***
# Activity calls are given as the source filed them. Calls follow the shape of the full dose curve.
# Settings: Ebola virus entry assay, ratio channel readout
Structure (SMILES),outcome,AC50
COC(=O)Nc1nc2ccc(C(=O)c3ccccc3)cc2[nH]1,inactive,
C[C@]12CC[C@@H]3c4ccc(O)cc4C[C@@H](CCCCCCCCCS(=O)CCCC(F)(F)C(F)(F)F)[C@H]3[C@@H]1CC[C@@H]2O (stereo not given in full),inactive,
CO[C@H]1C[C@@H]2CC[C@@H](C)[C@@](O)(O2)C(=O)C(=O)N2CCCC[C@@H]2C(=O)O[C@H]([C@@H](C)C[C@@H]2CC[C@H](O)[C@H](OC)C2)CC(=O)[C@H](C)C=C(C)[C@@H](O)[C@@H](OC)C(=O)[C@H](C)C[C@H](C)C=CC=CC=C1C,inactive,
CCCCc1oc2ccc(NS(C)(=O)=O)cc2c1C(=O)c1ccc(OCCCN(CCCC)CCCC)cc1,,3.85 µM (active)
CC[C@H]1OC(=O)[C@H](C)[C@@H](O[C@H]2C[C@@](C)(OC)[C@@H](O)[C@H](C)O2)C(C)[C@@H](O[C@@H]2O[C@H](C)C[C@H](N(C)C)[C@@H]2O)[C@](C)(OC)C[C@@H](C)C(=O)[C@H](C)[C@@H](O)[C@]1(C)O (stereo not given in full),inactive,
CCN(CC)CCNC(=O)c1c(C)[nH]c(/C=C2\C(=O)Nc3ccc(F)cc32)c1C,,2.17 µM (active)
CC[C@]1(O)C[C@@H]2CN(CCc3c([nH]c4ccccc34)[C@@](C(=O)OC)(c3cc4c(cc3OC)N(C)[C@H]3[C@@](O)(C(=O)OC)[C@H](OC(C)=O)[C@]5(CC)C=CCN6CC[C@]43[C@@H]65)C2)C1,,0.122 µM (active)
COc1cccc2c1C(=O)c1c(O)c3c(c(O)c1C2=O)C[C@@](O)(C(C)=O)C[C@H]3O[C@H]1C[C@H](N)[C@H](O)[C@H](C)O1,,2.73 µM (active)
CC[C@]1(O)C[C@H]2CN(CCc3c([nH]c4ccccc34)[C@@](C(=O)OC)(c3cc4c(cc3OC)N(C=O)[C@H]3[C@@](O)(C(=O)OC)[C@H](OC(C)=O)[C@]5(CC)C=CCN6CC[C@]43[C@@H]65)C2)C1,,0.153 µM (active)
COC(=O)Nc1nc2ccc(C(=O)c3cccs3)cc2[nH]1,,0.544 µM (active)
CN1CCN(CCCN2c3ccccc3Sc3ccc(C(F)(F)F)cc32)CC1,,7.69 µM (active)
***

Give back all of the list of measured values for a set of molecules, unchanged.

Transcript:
# Activity calls are given as the source filed them. Calls follow the shape of the full dose curve.
# Settings: Ebola virus entry assay, ratio channel readout
Structure (SMILES),outcome,AC50
COC(=O)Nc1nc2ccc(C(=O)c3ccccc3)cc2[nH]1,inactive,
C[C@]12CC[C@@H]3c4ccc(O)cc4C[C@@H](CCCCCCCCCS(=O)CCCC(F)(F)C(F)(F)F)[C@H]3[C@@H]1CC[C@@H]2O (stereo not given in full),inactive,
CO[C@H]1C[C@@H]2CC[C@@H](C)[C@@](O)(O2)C(=O)C(=O)N2CCCC[C@@H]2C(=O)O[C@H]([C@@H](C)C[C@@H]2CC[C@H](O)[C@H](OC)C2)CC(=O)[C@H](C)C=C(C)[C@@H](O)[C@@H](OC)C(=O)[C@H](C)C[C@H](C)C=CC=CC=C1C,inactive,
CCCCc1oc2ccc(NS(C)(=O)=O)cc2c1C(=O)c1ccc(OCCCN(CCCC)CCCC)cc1,,3.85 µM (active)
CC[C@H]1OC(=O)[C@H](C)[C@@H](O[C@H]2C[C@@](C)(OC)[C@@H](O)[C@H](C)O2)C(C)[C@@H](O[C@@H]2O[C@H](C)C[C@H](N(C)C)[C@@H]2O)[C@](C)(OC)C[C@@H](C)C(=O)[C@H](C)[C@@H](O)[C@]1(C)O (stereo not given in full),inactive,
CCN(CC)CCNC(=O)c1c(C)[nH]c(/C=C2\C(=O)Nc3ccc(F)cc32)c1C,,2.17 µM (active)
CC[C@]1(O)C[C@@H]2CN(CCc3c([nH]c4ccccc34)[C@@](C(=O)OC)(c3cc4c(cc3OC)N(C)[C@H]3[C@@](O)(C(=O)OC)[C@H](OC(C)=O)[C@]5(CC)C=CCN6CC[C@]43[C@@H]65)C2)C1,,0.122 µM (active)
COc1cccc2c1C(=O)c1c(O)c3c(c(O)c1C2=O)C[C@@](O)(C(C)=O)C[C@H]3O[C@H]1C[C@H](N)[C@H](O)[C@H](C)O1,,2.73 µM (active)
CC[C@]1(O)C[C@H]2CN(CCc3c([nH]c4ccccc34)[C@@](C(=O)OC)(c3cc4c(cc3OC)N(C=O)[C@H]3[C@@](O)(C(=O)OC)[C@H](OC(C)=O)[C@]5(CC)C=CCN6CC[C@]43[C@@H]65)C2)C1,,0.153 µM (active)
COC(=O)Nc1nc2ccc(C(=O)c3cccs3)cc2[nH]1,,0.544 µM (active)
CN1CCN(CCCN2c3ccccc3Sc3ccc(C(F)(F)F)cc32)CC1,,7.69 µM (active)